WTO Rules Against U.S. in Turtle Case

March 14, 1998
By MARTIN CRUTSINGER
AP Economics Writer

WASHINGTON (AP) -- A U.S. trade ban designed to protect endangered sea turtles violates global trade rules, the World Trade Organization determined in a preliminary ruling.

The draft decision by a three-member WTO hearing panel, if not changed, would represent a victory for several Asian nations who challenged a U.S. ban on shrimp imports from nations not adequately protecting sea turtles.

While the decision has not been made public, a consumer group reported the finding Friday and U.S. officials, speaking on condition of anonymity, confirmed that the preliminary ruling had gone against the United States.

These officials said the three-member WTO panel had ruled on very narrow grounds and the United States planned to challenge the decision.

"We simply disagree with the reasoning applied in the case," one of the officials said. "We are going to fight the panel decision to gain an outcome that we feel better represents the facts."

The dispute involves a ban imposed by the United States on sale of shrimp caught without special devices designed to protect endangered sea turtles.

Shrimp fishermen in the United States are required to use the turtle-excluder devices on their trawl nets to prevent turtle drownings, the largest cause of sea-turtle deaths. Environmentalists have contended that failure to equip shrimp nets with the turtle-excluder devices results in the death of 150,000 turtles a year worldwide.

Thailand, Malaysia, India and Pakistan challenged the U.S. ban in a case before the Geneva-based WTO, the referee for global trade disputes. The four countries claimed that the U.S. ban was being applied in a discriminatory manner and really represented an unfair trade barrier.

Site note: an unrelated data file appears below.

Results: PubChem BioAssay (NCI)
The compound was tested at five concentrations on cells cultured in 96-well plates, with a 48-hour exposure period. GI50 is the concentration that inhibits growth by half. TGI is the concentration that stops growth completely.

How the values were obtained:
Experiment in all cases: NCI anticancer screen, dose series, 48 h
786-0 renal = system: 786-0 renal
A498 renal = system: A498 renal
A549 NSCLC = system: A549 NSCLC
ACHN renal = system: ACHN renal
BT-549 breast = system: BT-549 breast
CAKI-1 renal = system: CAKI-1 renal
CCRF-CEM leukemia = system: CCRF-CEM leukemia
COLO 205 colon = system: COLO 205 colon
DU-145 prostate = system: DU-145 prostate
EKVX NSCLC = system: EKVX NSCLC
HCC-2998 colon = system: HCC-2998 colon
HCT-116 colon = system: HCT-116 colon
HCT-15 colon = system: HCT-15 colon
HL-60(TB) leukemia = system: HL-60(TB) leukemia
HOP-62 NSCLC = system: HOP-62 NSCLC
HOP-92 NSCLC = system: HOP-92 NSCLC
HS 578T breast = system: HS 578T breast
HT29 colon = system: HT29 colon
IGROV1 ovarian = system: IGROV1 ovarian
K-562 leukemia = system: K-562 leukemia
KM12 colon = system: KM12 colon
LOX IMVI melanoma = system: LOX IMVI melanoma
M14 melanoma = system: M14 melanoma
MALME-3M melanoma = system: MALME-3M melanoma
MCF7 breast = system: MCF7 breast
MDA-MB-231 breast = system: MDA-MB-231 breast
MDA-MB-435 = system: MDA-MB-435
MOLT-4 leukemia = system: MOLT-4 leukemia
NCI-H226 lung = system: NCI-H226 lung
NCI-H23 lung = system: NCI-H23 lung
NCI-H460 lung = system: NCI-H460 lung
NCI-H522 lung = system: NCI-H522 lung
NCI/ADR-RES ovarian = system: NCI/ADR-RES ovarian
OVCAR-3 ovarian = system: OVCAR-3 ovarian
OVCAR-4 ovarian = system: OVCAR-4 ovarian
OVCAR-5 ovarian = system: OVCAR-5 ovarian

Chris McGinn, Deputy Director of Public Citizen's Global Trade Watch, said the turtle ruling is just the latest WTO decision that has gone against environmental interests.

"This is one more attack by the WTO on environmental law. The WTO favors trade over all other values," McGinn said. "This puts the United States in the position of changing U.S. law or facing economic sanctions."

In its case, the United States argued that the trade embargo was necessary to protect the turtles because they are threatened with extinction and other measures do not provide sufficient protection.

The United States in 1996 lost another environmental fight before the WTO over the issue of whether a U.S. regulation unfairly discriminated against imported gasoline. In that dispute, brought by Venezuela and Brazil, the Environmental Protection Agency ended up changing its regulations to end what the two countries claimed was the discriminatory treatment.